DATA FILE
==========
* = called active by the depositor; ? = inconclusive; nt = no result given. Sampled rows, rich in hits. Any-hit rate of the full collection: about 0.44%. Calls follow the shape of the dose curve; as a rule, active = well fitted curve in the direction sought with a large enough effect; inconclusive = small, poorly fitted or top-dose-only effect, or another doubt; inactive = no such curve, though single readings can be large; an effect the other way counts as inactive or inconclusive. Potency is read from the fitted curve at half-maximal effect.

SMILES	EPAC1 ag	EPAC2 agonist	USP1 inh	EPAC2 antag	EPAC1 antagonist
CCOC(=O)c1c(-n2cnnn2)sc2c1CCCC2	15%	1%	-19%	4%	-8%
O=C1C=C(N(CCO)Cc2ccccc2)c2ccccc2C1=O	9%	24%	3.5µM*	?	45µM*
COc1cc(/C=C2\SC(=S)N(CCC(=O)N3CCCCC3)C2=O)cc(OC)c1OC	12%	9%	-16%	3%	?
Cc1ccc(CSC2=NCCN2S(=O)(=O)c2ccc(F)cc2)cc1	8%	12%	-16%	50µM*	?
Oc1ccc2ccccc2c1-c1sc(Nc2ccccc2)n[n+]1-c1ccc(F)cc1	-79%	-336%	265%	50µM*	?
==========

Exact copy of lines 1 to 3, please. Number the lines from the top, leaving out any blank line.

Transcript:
* = called active by the depositor; ? = inconclusive; nt = no result given. Sampled rows, rich in hits. Any-hit rate of the full collection: about 0.44%. Calls follow the shape of the dose curve; as a rule, active = well fitted curve in the direction sought with a large enough effect; inconclusive = small, poorly fitted or top-dose-only effect, or another doubt; inactive = no such curve, though single readings can be large; an effect the other way counts as inactive or inconclusive. Potency is read from the fitted curve at half-maximal effect.

SMILES	EPAC1 ag	EPAC2 agonist	USP1 inh	EPAC2 antag	EPAC1 antagonist
CCOC(=O)c1c(-n2cnnn2)sc2c1CCCC2	15%	1%	-19%	4%	-8%